Man to serve up to 46 years for York crack house slaying
YORK — A central Pennsylvania man has been sentenced to 20 to 46 years in prison in the death of a man who authorities said complained about the quality of drugs he was sold in a York crack house.
Bruce Williams Jr., 19, of York was convicted of third-degree murder last summer in the November 2011 shooting death of Jesse Heverling, 32, of Dover.
Prosecutors said Heverling was gunned down for arguing with Williams about the quality of the crack cocaine he had purchased.
Williams, who was 17 at the time, was sentenced to 17 to 40 years on the murder count and a consecutive three to six years on a weapons charge. He said in court on Thursday that he was “sorry for the loss” of the victim.
Defense attorney Dawn Cutaia sought a sentence of 15 to 30 years, saying she wanted her client to be young enough when released to attempt to have a productive life.
“He may have done a very adult thing, but he is still a little kid,” she said.
Judge Richard Renn said he had to make a judgment about a defendant's character but had heard little to convince him that Williams was “a good person caught in bad circumstances.”
He cited the defendant's juvenile record, “significant” run-ins with the law and “antisocial” behavior while in prison.
Chief deputy prosecutor David Maisch said the juvenile system had given Williams a chance to turn himself around but he continued down a path that made him a danger to society.
“The system did not fail him,” Maisch said. “He failed the system.”
Show commenting policy
TribLive commenting policy
You are solely responsible for your comments and by using TribLive.com you agree to our Terms of Service.
We moderate comments. Our goal is to provide substantive commentary for a general readership. By screening submissions, we provide a space where readers can share intelligent and informed commentary that enhances the quality of our news and information.
While most comments will be posted if they are on-topic and not abusive, moderating decisions are subjective. We will make them as carefully and consistently as we can. Because of the volume of reader comments, we cannot review individual moderation decisions with readers.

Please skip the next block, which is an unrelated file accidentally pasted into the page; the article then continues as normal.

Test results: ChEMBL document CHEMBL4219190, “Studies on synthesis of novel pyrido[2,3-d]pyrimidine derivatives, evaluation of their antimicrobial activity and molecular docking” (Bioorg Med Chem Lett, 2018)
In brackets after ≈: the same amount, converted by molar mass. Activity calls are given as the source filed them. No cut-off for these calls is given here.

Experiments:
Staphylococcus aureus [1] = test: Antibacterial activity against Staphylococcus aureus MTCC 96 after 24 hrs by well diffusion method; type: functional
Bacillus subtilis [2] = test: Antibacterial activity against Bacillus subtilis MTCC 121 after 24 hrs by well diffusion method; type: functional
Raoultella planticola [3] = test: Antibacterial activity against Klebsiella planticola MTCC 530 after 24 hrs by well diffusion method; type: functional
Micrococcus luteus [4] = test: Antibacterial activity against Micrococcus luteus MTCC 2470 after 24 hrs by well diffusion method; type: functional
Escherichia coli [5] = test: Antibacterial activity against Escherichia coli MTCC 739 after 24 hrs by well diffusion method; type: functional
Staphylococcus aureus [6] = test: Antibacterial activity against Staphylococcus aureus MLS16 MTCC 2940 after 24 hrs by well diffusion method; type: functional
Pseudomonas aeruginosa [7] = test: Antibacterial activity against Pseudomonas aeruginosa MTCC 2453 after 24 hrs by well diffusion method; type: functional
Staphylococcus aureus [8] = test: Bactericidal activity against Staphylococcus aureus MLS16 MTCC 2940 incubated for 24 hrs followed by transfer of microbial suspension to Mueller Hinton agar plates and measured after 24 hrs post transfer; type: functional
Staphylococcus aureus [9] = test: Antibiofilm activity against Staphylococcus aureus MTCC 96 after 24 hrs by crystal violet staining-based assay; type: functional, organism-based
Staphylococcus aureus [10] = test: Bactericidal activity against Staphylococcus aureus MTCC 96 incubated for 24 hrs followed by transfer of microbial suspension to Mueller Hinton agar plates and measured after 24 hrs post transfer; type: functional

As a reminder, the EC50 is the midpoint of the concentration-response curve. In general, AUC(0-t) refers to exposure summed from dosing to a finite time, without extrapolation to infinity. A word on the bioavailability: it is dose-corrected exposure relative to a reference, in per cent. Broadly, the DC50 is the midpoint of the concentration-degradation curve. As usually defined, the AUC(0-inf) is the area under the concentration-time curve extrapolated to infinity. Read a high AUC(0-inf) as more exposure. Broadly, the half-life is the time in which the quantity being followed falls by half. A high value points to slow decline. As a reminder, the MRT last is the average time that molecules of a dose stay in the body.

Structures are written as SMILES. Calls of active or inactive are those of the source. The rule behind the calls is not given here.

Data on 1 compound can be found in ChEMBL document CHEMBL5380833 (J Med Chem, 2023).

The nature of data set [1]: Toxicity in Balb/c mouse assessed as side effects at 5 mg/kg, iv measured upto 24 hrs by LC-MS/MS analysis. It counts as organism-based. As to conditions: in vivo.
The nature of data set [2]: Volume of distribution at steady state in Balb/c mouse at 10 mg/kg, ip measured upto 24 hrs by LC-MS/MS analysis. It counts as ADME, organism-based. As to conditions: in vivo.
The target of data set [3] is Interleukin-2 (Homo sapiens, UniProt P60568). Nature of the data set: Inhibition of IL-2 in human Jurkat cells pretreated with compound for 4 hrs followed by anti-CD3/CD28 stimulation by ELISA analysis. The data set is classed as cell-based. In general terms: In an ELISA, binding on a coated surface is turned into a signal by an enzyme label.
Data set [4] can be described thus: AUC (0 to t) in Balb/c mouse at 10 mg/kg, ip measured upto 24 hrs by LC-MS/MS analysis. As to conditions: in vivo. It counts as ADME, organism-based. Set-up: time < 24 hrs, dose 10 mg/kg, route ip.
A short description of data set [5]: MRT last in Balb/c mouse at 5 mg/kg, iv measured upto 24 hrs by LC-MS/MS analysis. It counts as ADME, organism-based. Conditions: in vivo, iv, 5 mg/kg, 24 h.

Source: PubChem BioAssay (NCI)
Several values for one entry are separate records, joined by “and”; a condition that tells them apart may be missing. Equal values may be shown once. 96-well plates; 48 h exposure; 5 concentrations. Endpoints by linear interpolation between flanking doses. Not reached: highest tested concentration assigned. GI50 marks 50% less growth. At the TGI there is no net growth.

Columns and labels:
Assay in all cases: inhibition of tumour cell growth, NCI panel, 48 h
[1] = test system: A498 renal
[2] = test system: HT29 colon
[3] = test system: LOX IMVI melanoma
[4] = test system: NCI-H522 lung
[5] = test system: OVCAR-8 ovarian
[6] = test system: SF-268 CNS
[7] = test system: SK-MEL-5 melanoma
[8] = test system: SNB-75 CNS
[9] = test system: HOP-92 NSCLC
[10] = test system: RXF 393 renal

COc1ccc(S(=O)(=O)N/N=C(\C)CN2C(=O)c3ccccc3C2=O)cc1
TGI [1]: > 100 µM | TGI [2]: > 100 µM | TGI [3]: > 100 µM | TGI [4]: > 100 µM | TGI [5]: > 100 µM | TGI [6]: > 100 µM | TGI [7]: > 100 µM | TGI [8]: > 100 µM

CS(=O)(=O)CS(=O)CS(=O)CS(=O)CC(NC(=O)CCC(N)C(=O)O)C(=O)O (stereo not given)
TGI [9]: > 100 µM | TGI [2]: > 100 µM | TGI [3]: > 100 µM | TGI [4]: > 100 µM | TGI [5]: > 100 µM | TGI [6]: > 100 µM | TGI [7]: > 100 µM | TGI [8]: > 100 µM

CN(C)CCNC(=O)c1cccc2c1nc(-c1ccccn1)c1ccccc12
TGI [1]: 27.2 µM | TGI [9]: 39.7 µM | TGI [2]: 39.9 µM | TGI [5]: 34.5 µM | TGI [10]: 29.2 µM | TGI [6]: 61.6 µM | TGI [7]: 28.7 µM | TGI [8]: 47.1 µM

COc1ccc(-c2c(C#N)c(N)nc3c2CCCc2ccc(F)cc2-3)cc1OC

We value thoughtful comments representing a range of views that make their point quickly and politely. We make an effort to protect discussions from repeated comments either by the same reader or different readers.
We follow the same standards for taste as the daily newspaper. A few things we won't tolerate: personal attacks, obscenity, vulgarity, profanity (including expletives and letters followed by dashes), commercial promotion, impersonations, incoherence, proselytizing and SHOUTING. Don't include URLs to Web sites.
We do not edit comments. They are either approved or deleted. We reserve the right to edit a comment that is quoted or excerpted in an article. In this case, we may fix spelling and punctuation.
We welcome strong opinions and criticism of our work, but we don't want comments to become bogged down with discussions of our policies and we will moderate accordingly.
We appreciate it when readers and people quoted in articles or blog posts point out errors of fact or emphasis and will investigate all assertions. But these suggestions should be sent via e-mail. To avoid distracting other readers, we won't publish comments that suggest a correction. Instead, corrections will be made in a blog post or in an article.
- Western Pa. dairies get creative to ensure eggnog supply
- Pennsylvania Gov. Wolf: ‘Theatrics’ holding up budget
- Philly traffic stop turns violent; trooper shot in shoulder
- Bucks County tells state: No budget, no tax payments
- Pa. Supreme Court’s tarnished rep tough on sole female justice
- Western Pa. community colleges struggle for relevancy as enrollment falls
- Court says porn emails aren’t public records under Pennsylvania law
- Senator Casey: Stop cash flow, watch ISIS terrorists squirm
- Elder care facilities evoke times gone by in quest to fight dementia